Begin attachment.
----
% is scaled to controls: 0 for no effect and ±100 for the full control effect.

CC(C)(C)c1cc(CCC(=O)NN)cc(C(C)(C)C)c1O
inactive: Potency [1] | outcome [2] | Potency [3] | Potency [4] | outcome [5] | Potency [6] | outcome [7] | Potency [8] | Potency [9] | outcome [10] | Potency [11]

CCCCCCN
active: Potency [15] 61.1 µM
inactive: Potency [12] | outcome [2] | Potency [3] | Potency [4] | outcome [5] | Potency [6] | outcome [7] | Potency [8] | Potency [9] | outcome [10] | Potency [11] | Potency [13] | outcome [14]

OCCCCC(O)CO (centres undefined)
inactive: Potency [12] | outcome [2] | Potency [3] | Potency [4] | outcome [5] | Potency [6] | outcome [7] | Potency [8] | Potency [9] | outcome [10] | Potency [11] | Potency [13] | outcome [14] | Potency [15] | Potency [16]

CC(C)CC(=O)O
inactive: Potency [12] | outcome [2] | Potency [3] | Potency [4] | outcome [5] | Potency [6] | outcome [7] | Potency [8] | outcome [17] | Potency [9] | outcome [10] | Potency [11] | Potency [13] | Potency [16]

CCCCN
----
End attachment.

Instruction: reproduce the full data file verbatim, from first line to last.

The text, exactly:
% is scaled to controls: 0 for no effect and ±100 for the full control effect.

CC(C)(C)c1cc(CCC(=O)NN)cc(C(C)(C)C)c1O
inactive: Potency [1] | outcome [2] | Potency [3] | Potency [4] | outcome [5] | Potency [6] | outcome [7] | Potency [8] | Potency [9] | outcome [10] | Potency [11]

CCCCCCN
active: Potency [15] 61.1 µM
inactive: Potency [12] | outcome [2] | Potency [3] | Potency [4] | outcome [5] | Potency [6] | outcome [7] | Potency [8] | Potency [9] | outcome [10] | Potency [11] | Potency [13] | outcome [14]

OCCCCC(O)CO (centres undefined)
inactive: Potency [12] | outcome [2] | Potency [3] | Potency [4] | outcome [5] | Potency [6] | outcome [7] | Potency [8] | Potency [9] | outcome [10] | Potency [11] | Potency [13] | outcome [14] | Potency [15] | Potency [16]

CC(C)CC(=O)O
inactive: Potency [12] | outcome [2] | Potency [3] | Potency [4] | outcome [5] | Potency [6] | outcome [7] | Potency [8] | outcome [17] | Potency [9] | outcome [10] | Potency [11] | Potency [13] | Potency [16]

CCCCN